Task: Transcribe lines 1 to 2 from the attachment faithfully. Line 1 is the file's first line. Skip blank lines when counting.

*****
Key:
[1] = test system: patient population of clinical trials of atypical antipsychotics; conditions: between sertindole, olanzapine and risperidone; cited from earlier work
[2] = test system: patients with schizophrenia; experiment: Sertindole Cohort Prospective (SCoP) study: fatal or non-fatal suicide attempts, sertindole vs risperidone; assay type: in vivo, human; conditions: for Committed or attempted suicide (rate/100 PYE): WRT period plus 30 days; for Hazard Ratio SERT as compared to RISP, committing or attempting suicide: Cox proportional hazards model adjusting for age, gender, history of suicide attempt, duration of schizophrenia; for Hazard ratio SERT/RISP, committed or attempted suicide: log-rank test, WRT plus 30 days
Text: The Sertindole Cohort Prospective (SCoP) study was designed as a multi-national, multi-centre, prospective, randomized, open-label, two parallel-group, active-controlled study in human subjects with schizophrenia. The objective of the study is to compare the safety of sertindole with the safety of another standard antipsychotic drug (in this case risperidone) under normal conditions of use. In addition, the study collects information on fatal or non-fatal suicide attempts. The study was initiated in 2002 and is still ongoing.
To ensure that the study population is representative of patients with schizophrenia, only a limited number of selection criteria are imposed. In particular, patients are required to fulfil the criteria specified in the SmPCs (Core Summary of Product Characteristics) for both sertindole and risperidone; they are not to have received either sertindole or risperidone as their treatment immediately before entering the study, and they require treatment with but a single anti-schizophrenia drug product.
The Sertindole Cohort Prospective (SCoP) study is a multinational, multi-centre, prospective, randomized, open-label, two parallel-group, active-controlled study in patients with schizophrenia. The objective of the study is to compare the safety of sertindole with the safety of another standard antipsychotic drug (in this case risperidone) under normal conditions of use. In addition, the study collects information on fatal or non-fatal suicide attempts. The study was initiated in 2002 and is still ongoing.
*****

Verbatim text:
Key:
[1] = test system: patient population of clinical trials of atypical antipsychotics; conditions: between sertindole, olanzapine and risperidone; cited from earlier work